A. J. Holt Collection
- Event: Donated before 1974
Language of Materials
Conditions Governing Access
0.05 Cubic Feet
Biographical / Historical
She settled in Red River County, Texas, and taught school there. When the Civil War started, A. J. fought for the Confederacy one year, had typhoid fever and was sent home in a weakened condition. When he recovered he went to Louisiana and worked in a book store and married the daughter of his boss. She was 16 and he was 19. He was converted and joined a Baptist Church and felt he was called to preach.
In the winter of 1869, the family made a trip in an ox wagon to Harris County, Texas where Mrs. Holt and children stayed with her sister while A. J. took the H. and T. C. railroad train to go as far as it went; then the stage to Perryville in Bastrop County. There he found a church without a pastor and was called to be pastor one Sunday out of the month. Going on to Webberville he was also called there for one Sunday out of the month and, also, at the Bethlehem Church, which was located out of the present Manor. Since the country churches did not pay their pastors enough to live, he taught school in Webberville. In 1873 his wife died, leaving two young children, so he wrote his mother to come live with him and help care for the children. The fact that he was now a widower caused many problems. He decided that he must get away so he asked his mother to keep the children while he went to South Carolina to a seminary. He was gone eight months and when he returned he wrote, “I cannot begin to estimate the everlasting benefit I derived from this session at the seminary. I learned more in the eight months than I had in the previous eight years of my ministry. When I returned to Webberville that old church organizer, Elder Noah Turner Byars, asked me to preach at the organization of a new church.”
Though Holt’s biography does not specify that it was the Elgin church that was organized, N. T. Byars was the organizer at that time and the 1910 ‘Courier’ tells that Holt was the pastor after organization. He would remain the pastor for about a year. In 1876 he began mission work among the Seminole Indians. At the 1886 State Baptist Convention in Waco he was elected State Superintendent of Missions, a position he later held in Tennessee. When A. J. Holt died in 1933, he was buried at Oak Ridge Cemetery, Arcadia, Florida. He was a Knights Templar Mason, joining at the age of 21. It is said that he memorized the entire New Testament, and his name was in the Who’s Who in America in 1933-34.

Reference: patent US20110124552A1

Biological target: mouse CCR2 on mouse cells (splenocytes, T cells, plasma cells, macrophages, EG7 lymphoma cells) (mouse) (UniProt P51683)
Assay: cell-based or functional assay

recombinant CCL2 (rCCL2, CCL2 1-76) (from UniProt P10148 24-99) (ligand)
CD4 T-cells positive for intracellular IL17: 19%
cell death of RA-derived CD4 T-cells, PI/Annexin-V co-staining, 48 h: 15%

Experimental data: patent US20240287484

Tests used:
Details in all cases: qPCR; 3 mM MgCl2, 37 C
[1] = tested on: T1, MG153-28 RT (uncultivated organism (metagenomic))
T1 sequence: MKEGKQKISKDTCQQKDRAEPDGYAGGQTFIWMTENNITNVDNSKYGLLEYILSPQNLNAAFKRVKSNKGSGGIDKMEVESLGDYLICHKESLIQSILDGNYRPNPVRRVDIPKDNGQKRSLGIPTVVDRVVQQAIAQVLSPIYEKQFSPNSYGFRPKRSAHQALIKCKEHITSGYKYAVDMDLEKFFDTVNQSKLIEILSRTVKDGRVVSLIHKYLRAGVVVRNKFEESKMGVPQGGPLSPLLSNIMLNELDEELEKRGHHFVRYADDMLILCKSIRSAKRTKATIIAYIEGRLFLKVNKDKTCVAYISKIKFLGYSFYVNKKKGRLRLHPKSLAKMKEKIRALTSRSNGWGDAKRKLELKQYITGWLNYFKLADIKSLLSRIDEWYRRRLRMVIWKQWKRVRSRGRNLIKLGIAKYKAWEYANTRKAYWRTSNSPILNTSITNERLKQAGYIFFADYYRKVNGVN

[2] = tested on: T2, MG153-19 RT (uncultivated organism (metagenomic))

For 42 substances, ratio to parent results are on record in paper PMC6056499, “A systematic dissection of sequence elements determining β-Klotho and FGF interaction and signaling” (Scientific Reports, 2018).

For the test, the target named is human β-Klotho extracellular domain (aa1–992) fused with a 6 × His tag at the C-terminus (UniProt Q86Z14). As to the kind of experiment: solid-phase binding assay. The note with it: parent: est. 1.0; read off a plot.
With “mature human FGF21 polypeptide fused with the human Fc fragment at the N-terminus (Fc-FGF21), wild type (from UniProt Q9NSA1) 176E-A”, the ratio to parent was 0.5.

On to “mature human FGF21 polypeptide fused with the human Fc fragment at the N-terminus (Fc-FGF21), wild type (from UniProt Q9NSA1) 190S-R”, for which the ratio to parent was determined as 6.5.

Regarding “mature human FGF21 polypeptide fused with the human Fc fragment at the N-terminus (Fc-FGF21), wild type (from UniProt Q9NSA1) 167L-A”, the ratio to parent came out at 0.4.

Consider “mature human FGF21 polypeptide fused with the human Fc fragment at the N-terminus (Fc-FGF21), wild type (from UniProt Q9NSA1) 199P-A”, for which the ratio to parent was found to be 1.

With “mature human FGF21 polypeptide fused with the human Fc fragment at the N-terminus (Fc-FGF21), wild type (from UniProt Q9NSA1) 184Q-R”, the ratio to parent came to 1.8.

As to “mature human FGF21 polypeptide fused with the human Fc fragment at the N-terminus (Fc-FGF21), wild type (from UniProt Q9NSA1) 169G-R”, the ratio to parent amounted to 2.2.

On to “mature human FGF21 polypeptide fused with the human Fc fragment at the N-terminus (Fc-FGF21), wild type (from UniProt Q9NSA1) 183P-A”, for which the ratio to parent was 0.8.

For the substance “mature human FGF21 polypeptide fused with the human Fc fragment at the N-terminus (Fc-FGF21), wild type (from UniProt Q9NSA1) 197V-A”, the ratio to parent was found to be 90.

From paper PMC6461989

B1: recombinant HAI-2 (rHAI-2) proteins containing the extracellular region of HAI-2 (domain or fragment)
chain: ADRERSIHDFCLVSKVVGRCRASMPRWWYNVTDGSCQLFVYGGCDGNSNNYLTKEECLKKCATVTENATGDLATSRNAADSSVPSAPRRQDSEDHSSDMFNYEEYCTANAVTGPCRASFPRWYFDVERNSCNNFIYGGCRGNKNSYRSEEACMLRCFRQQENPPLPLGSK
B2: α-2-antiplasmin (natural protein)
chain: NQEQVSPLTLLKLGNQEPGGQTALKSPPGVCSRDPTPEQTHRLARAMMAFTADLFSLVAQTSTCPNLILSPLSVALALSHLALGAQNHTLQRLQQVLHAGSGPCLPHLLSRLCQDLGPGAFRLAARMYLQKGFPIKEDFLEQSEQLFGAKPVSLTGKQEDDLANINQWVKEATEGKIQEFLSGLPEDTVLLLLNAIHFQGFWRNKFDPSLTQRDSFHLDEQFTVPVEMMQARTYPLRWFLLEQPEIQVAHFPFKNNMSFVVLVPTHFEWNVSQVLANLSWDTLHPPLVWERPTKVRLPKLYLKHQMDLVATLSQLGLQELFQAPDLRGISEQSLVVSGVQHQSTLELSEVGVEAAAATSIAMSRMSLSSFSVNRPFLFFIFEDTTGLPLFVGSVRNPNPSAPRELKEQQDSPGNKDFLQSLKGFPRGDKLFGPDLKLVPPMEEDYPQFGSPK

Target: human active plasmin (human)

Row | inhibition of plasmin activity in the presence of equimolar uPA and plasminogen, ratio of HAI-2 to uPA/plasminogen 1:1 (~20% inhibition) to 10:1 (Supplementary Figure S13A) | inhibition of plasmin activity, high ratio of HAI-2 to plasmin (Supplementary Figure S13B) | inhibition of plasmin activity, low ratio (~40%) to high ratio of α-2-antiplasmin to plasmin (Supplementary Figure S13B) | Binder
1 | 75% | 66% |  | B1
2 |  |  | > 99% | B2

His two pastorates of the First Baptist Church in Nacogdoches were 1891-1893 and 1902·1905.
Davis, Nell. "1st Baptist Church Elgin Texas History." https://www.ancestry.com/
Graham, Bolus Joseph Windsor, Editor. “Rev. A. J. Holt.” Baptist Biography (no.1, 1917), 201-204. Accessed March 19, 2018. https://books.google.com/
Holt, A. J. (1971) "A Brief History of Union Baptist Church (Old North Church)," East Texas Historical Journal: Vol. 9: Iss. 1, Article 8. Accessed February 22, 2018. http://scholarworks.sfasu.edu/ethj/vol9/iss1/8.
________. 'Pioneering in the Southwest.' Nashville: Sunday School Board of the Southern Baptist Convention, 1923.
________. 'Miriam Heth: A Tale of the Times of Christ.' New York: John B. Alden, 1891.
Holt, A. J., et al. “Advertisement for Boscobel College." 'The Olympian' (vol.2, no.1), 117. Accessed March 19, 2018. https://books.google.com.
Parmer, William Tellis. 'Seventy-five Years in Nacogdoches, A History of the First Baptist Church, 1884-1959.' Dallas: The Dorsey Company, 1959.
- Guide to the A. J. Holt Collection